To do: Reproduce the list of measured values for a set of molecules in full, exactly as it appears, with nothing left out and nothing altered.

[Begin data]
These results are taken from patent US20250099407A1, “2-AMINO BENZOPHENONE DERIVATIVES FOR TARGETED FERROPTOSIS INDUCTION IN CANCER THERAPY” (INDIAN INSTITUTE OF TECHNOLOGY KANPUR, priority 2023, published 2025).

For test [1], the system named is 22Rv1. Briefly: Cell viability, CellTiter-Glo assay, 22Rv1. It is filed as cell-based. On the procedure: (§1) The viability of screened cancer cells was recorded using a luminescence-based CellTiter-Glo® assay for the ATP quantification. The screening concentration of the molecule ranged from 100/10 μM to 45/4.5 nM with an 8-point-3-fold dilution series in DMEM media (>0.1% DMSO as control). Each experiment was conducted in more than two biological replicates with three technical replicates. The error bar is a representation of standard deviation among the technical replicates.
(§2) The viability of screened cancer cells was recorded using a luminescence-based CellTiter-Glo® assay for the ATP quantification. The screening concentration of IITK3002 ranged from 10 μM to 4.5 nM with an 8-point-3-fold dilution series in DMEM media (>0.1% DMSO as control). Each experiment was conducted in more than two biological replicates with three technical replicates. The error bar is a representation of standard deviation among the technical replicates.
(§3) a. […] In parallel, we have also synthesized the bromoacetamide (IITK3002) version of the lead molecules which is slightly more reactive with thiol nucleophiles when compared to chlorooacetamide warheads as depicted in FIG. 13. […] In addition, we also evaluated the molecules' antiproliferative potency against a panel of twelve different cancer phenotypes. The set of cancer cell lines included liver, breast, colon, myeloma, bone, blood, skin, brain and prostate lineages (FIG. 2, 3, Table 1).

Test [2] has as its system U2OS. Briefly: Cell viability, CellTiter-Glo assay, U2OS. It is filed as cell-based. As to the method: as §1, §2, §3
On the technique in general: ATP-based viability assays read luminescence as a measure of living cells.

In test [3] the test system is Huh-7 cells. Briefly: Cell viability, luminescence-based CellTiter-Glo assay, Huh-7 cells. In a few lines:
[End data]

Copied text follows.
These results are taken from patent US20250099407A1, “2-AMINO BENZOPHENONE DERIVATIVES FOR TARGETED FERROPTOSIS INDUCTION IN CANCER THERAPY” (INDIAN INSTITUTE OF TECHNOLOGY KANPUR, priority 2023, published 2025).

For test [1], the system named is 22Rv1. Briefly: Cell viability, CellTiter-Glo assay, 22Rv1. It is filed as cell-based. On the procedure: (§1) The viability of screened cancer cells was recorded using a luminescence-based CellTiter-Glo® assay for the ATP quantification. The screening concentration of the molecule ranged from 100/10 μM to 45/4.5 nM with an 8-point-3-fold dilution series in DMEM media (>0.1% DMSO as control). Each experiment was conducted in more than two biological replicates with three technical replicates. The error bar is a representation of standard deviation among the technical replicates.
(§2) The viability of screened cancer cells was recorded using a luminescence-based CellTiter-Glo® assay for the ATP quantification. The screening concentration of IITK3002 ranged from 10 μM to 4.5 nM with an 8-point-3-fold dilution series in DMEM media (>0.1% DMSO as control). Each experiment was conducted in more than two biological replicates with three technical replicates. The error bar is a representation of standard deviation among the technical replicates.
(§3) a. […] In parallel, we have also synthesized the bromoacetamide (IITK3002) version of the lead molecules which is slightly more reactive with thiol nucleophiles when compared to chlorooacetamide warheads as depicted in FIG. 13. […] In addition, we also evaluated the molecules' antiproliferative potency against a panel of twelve different cancer phenotypes. The set of cancer cell lines included liver, breast, colon, myeloma, bone, blood, skin, brain and prostate lineages (FIG. 2, 3, Table 1).

Test [2] has as its system U2OS. Briefly: Cell viability, CellTiter-Glo assay, U2OS. It is filed as cell-based. As to the method: as §1, §2, §3
On the technique in general: ATP-based viability assays read luminescence as a measure of living cells.

In test [3] the test system is Huh-7 cells. Briefly: Cell viability, luminescence-based CellTiter-Glo assay, Huh-7 cells. In a few lines: